What does this mean for relational thinking? While a lot of things can be left to the responsibility of local communities, sound macroeconomic structures are essential to contain income inequality, strengthening these communities and supporting healthy relationships. Thus, how paradoxical it may sound, ‘big government’ is not always such a bad idea!

Bjorn Lous is a second-year PhD-student at Tilburg University, studying the relationship between economic freedom, income inequality and life satisfaction.

13 Feb

What to do about Greece’s Debt?


The election of Greece’s left-wing government on a promise to reduce the country’s mountain of debt, has brought the issue of what to do with Greece’s debt firmly on the agenda.

The journalist Gillian Tett recently wrote about this in the Financial Times. She recollects a meeting where Economist Benjamin Friedman discussed whether Greece should have its debts forgiven. Some argue that as Germany received forgiveness for its debts, so Greece should be forgiven. Others argue that it’s immoral to forgive Greece its debts – “how can you forgive debt when a country has a retirement age of 50?”

Gillian Tett writes:

Either way, what became clear that night was that the question of how to handle Greece is a deeply emotional issue, not just a matter of economics — even (or especially) among central bankers. In one sense, that is no surprise.

As David Graeber noted in his seminal book Debt: The First 5,000 Years, credit is a social and political construct. And whenever societies have operated in the past with few constraints on how much credit they can create, this has invariably caused debt to spiral until it either triggered social implosions or the society has used rituals to forgive that debt. In the past, there have been many such safety valves, be it the debt jubilees used in biblical Israel or the practice of “wiping the slate clean” (that recorded debts) in ancient Mesopotamia.

The issue of Greek debt and whether it should be forgiven, is a strong reminder of the relational issues surrounding debt.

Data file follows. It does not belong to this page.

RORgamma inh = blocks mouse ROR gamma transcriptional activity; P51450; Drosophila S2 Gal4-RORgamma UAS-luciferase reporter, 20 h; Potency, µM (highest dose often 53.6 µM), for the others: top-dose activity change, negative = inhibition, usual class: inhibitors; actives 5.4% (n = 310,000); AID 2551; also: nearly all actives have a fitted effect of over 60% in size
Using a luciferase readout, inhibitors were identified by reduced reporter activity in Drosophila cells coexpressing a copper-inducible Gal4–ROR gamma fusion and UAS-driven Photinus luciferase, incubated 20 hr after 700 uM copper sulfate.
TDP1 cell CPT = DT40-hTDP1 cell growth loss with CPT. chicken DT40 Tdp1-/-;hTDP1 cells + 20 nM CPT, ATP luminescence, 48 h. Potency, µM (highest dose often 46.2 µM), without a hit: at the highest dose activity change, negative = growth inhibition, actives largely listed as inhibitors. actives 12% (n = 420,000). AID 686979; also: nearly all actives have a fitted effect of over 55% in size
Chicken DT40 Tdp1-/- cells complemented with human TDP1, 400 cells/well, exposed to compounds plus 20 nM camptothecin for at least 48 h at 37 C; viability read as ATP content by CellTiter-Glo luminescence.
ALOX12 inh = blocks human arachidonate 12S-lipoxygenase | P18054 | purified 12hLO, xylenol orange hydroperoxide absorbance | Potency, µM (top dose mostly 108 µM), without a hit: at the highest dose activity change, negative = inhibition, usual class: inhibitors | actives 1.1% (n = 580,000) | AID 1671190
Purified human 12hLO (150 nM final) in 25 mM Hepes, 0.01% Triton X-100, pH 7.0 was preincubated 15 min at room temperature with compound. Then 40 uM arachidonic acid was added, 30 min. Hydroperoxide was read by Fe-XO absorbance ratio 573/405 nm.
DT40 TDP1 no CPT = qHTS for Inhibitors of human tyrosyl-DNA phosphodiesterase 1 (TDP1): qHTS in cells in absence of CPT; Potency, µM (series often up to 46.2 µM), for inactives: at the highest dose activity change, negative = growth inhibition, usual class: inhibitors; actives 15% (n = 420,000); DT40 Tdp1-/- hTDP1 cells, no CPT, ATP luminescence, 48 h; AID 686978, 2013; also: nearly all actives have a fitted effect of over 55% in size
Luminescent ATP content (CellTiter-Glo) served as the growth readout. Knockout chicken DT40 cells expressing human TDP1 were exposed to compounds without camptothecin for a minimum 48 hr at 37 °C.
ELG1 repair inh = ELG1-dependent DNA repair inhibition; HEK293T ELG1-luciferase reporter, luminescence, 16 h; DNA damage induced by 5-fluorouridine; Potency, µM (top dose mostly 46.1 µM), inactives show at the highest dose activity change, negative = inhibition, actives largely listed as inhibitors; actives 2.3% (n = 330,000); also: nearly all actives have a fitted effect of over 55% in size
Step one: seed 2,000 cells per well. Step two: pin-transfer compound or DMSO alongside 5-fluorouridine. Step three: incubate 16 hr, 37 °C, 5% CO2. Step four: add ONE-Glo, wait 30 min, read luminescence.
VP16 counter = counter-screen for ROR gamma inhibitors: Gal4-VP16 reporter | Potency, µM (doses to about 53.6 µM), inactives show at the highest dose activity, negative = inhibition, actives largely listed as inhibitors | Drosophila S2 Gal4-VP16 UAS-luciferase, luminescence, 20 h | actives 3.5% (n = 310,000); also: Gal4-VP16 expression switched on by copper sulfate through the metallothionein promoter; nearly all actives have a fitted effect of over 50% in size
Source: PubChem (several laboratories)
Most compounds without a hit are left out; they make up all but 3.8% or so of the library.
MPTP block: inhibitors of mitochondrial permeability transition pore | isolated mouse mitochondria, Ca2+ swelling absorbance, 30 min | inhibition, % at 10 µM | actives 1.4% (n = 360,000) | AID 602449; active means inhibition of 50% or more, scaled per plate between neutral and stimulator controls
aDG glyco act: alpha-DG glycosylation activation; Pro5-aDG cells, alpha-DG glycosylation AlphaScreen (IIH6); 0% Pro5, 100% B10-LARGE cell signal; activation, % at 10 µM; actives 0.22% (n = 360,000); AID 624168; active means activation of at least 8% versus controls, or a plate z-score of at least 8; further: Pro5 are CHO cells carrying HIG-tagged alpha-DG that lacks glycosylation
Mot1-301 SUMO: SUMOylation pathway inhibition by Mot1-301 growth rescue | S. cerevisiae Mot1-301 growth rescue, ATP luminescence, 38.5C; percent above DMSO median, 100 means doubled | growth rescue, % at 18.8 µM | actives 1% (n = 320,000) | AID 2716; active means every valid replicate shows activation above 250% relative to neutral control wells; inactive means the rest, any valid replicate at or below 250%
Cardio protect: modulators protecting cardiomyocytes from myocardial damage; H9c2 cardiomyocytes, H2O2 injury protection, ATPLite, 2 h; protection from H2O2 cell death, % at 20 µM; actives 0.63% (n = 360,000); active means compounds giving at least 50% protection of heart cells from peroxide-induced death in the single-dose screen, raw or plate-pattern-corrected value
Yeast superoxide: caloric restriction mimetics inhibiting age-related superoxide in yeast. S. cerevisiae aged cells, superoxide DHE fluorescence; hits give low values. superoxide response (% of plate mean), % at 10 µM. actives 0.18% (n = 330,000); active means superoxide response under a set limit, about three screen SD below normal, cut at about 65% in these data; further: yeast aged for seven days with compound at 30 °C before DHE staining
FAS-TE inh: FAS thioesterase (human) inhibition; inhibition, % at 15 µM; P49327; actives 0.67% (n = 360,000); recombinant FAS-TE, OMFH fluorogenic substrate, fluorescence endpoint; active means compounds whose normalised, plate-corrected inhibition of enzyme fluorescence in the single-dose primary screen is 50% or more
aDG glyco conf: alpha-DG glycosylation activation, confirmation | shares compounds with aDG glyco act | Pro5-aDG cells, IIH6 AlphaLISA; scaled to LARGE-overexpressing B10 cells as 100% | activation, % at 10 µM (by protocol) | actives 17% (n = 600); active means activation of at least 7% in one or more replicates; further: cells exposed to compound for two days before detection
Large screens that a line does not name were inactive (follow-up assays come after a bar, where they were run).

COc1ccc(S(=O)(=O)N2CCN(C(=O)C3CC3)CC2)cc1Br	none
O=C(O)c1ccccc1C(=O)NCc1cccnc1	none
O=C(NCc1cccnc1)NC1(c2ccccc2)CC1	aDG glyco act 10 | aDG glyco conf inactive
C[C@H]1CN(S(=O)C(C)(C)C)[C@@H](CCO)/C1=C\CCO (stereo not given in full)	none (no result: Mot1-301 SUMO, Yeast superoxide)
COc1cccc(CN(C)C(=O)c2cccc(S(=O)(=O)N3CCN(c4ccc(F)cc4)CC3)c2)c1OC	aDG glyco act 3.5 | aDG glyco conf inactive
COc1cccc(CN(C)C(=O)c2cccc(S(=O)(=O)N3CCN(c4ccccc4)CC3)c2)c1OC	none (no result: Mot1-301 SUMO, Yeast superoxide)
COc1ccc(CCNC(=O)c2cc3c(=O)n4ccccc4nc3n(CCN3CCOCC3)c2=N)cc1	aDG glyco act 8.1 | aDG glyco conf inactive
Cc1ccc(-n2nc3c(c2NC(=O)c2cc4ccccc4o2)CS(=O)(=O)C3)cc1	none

Earlier this week in The Daily Telegraph, there was a discussion about whether the current low interest rates should be an opportunity for people to pay off their mortgages, or to borrow more for a greater financial return. As well as ignoring the financial problems that taking on more debt causes, the article doesn’t take into account the relational implications of debt.

Firstly, the relationship between lenders and borrowers, at any level, is inherently unequal. There is a lack of parity between the parties. When unexpected events leave the borrower unable to service the loan, calamity often ensues.

Secondly, debt finance does little to reduce relational distance between corporate borrowers and corporate lenders. It is seldom associated with close involvement by the lender in the affairs of the borrowing company because the security provided for the loan acts as a convenient substitute for close monitoring.

Thirdly, increases in national debt in effect constitute a promise that future generations will meet the cost of the interest payments and eventually repay the debt.  What would be considered a grossly unfair transaction between contemporaries is waved through because future generations have no voice.

Finally, financial difficulty, and particularly debt, is a major cause of stress.  A Barclays survey showed that money was the most frequently cited reason for arguments between partners.  The psychological pressure resulting from personal debt is linked directly with child abuse and physical violence between adults in households.

Whatever decision is eventually taken on Greece’s debt, the impact of debt on relationships is clear.  As Graeber notes, when there have been few constraints on debt,  there has either been a social implosions or the society has used rituals to forgive debt. Debt is not a relationally neutral financial action. One hopes that with all the discussions surrounding Greece’s debt, society will wake up to the relational impact of debt and will be far more reluctant to borrow.